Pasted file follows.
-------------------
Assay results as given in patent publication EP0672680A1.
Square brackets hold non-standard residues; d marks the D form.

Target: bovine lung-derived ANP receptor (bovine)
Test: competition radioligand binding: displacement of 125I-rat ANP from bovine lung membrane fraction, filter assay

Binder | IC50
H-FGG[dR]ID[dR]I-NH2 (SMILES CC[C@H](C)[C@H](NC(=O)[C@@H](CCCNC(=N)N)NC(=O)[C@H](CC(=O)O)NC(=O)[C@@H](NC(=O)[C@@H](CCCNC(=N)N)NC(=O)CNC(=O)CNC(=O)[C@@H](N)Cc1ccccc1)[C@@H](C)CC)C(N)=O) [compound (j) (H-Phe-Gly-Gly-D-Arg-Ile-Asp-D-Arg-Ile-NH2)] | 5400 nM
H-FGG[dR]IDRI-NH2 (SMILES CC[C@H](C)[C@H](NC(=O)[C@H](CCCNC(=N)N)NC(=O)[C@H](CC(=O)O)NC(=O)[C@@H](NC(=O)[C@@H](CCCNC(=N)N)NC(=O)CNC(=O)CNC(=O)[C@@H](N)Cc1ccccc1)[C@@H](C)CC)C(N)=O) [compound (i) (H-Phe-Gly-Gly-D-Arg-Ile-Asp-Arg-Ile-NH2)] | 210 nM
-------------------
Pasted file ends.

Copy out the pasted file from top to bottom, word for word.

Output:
Assay results as given in patent publication EP0672680A1.
Square brackets hold non-standard residues; d marks the D form.

Target: bovine lung-derived ANP receptor (bovine)
Test: competition radioligand binding: displacement of 125I-rat ANP from bovine lung membrane fraction, filter assay

Binder | IC50
H-FGG[dR]ID[dR]I-NH2 (SMILES CC[C@H](C)[C@H](NC(=O)[C@@H](CCCNC(=N)N)NC(=O)[C@H](CC(=O)O)NC(=O)[C@@H](NC(=O)[C@@H](CCCNC(=N)N)NC(=O)CNC(=O)CNC(=O)[C@@H](N)Cc1ccccc1)[C@@H](C)CC)C(N)=O) [compound (j) (H-Phe-Gly-Gly-D-Arg-Ile-Asp-D-Arg-Ile-NH2)] | 5400 nM
H-FGG[dR]IDRI-NH2 (SMILES CC[C@H](C)[C@H](NC(=O)[C@H](CCCNC(=N)N)NC(=O)[C@H](CC(=O)O)NC(=O)[C@@H](NC(=O)[C@@H](CCCNC(=N)N)NC(=O)CNC(=O)CNC(=O)[C@@H](N)Cc1ccccc1)[C@@H](C)CC)C(N)=O) [compound (i) (H-Phe-Gly-Gly-D-Arg-Ile-Asp-Arg-Ile-NH2)] | 210 nM